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MC: When it comes to individual consumers, is there anything they should be aware of regarding these cyber security threats but they largely aren't aware of right now?

AN: I think that consumers need a general awareness about security threats when they go online or deploy or use connected devices. By now everyone should be aware of privacy issues and data abuse in light of recent discussions about Facebook and other platforms, as well as computer crime. General security awareness and principles are mandatory for the modern citizen. This has nothing to do with particular smart grid challenges and should be addressed at a national level. Where things become smart grid related is in the area of PV inverters and charging points for electric vehicles, as examples of connected devices in the consumer domain. Such devices control large electrical loads and can more and more be controlled remotely. A successful cyber-attack on them could cause major disruption of the grid. Utilities and service providers have a responsibility here to assure security of the equipment and to inform consumers about the use of data. But customers themselves should be aware of the threats to their devices.

MC: I would think that a threat against any one utility serves as an equally worrying threat across all utilities-- so in that vein, would you say the utility community is collaborative when it comes to sharing information about cyber-attacks and strategies to fight them? Or is that an aspect where there's still work to be done?

AN: Utilities are willing to share information more freely than in many other domains. But there is definitely work to be done in enabling and sharing. In this respect, I refer to barriers that prevent the sharing you require. One barrier is legal constraints. In procurement T&Cs and NDAs standard practices, for example, sharing of vulnerabilities found in testing by a utility is prohibited. Now sanctions may be imposed on utilities for not reporting incidents and vulnerabilities to national authorities, this will impact processes and behavior of dealing with incident and vulnerability reporting. Then you have the barrier that vulnerabilities can be considered to impact national security and fall under state secrets regime. Besides all this, you have the notion that in most sharing platforms, the vast majority is there to get information, not to bring. We need to break down these barriers and introduce and use new concepts and processes for sharing, like vendor-based testing and opening vulnerability sharing to participants in cooperative testing activities. 

MC: How do you see the role of private companies in ensuring cyber security compared with government and regulatory bodies overseeing potential threats? Is one more effective or important than the other? 

AN: Like I said before, we need them all. But we have to rethink the model. We have heard the mantra of PPP for many years now and the proclamation of collaboration and sharing in the field of cyber security. We have had the FP7 and H202 models to boost research and innovation. In reality, not a lot of results were achieved from these. Yes, we have spent money in research projects, but what has it delivered in terms of patented security technology or best practices that protect our grids? Yes, we have ISACs and CSIRTs across Europe where people attend, but what is actually produced there or achieved? I think that the focus has to be much more on realization of concrete results and to facilitate initiatives that make that happen. Private initiatives on a collaborative basis can play a key role here.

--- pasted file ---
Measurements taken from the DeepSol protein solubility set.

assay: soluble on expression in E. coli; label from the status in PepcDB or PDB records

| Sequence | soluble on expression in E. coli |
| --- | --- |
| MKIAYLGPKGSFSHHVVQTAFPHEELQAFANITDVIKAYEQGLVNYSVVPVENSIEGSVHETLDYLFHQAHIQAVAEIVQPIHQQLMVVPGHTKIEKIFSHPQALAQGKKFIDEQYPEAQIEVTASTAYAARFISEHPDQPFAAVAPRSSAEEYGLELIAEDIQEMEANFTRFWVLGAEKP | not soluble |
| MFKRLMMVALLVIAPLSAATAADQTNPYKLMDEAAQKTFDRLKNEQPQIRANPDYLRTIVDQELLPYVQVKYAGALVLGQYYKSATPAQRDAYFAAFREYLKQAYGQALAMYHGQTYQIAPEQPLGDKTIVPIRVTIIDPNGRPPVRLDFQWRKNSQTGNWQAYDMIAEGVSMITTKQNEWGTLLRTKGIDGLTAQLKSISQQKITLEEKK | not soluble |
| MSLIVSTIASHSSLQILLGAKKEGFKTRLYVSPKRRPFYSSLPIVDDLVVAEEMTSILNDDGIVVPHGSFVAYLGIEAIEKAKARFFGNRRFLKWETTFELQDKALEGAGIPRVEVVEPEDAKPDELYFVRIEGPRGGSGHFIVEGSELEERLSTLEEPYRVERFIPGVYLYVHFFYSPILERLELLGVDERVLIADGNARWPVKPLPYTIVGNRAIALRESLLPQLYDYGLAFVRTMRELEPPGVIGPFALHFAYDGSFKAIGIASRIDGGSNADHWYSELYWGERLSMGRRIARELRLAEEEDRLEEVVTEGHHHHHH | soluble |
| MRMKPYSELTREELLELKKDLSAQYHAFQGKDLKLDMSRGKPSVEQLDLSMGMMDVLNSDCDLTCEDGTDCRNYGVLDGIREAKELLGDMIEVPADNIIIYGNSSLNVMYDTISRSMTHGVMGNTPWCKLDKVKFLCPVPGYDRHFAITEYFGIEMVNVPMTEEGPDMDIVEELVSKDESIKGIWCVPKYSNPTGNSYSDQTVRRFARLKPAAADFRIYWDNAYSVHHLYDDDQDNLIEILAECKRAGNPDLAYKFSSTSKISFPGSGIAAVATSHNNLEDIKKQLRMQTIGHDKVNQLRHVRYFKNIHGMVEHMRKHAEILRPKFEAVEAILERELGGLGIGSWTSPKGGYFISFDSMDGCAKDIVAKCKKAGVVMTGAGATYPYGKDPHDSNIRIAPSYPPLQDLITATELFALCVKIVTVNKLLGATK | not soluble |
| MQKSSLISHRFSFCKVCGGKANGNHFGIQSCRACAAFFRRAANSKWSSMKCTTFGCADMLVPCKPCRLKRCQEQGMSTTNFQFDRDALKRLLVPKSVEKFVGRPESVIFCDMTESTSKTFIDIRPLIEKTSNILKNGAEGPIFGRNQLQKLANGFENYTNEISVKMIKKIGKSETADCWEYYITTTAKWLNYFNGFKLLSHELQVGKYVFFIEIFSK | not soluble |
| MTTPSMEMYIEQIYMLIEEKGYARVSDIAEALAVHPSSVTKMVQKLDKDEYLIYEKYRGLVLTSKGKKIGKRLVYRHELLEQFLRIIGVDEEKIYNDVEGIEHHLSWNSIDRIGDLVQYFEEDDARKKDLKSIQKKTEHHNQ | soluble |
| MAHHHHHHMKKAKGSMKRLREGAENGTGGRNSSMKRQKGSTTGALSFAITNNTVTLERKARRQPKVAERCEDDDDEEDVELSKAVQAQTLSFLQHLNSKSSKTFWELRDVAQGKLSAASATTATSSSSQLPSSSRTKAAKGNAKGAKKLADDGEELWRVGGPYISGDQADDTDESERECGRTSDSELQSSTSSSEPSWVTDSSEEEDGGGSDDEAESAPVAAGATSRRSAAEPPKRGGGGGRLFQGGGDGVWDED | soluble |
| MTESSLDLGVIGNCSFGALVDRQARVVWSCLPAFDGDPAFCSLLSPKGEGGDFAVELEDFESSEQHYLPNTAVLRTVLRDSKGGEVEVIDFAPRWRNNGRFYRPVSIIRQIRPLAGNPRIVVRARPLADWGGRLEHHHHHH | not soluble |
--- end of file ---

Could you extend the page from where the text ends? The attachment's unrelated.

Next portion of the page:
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MC: What are some examples of security measures that utilities are beginning to implement-- or should implement-- that might be surprising or unexpected?

AN: In my mind, the most surprising or interesting aspect I witness is the co-creation by utilities of critical security capacities like security requirements for smart metering and electric vehicle charging, security testing and vulnerability and incident monitoring and analysis. Utilities have taken ownership and decided they cannot afford to wait until regulation and standardizations come into play. This is certainly not what you would have expected from a traditional and conservative industry, but here they demonstrate how they can drive innovation.

MC: Lastly, where would you suggest someone go if they were interested in learning more on this topic?

AN: Actually, there are a few good public sources on grid security. The best account is probably Mark Elsberg's novel Black Out. 

 

Interviewer's Note: Anjos was modest enough not to say it himself so I will for him-- another great opportunity to learn about the important cyber security issues and solutions in the utility industry will come from his presentation at SGTech Europe 2019, taking place in Amsterdam from March 26 to March 28. Anjos's presentation is titled "Monitoring the Evolving Threat Landscape: Analysing the latest security attacks on utilities, forecasting future threats and determining what security systems organisations need to put in place to minimise attacks."

To see more information about and to register for the SGTech conference being put on by Smart Grid Forums, click here

Matt Chester's picture

Thank Matt for the Post!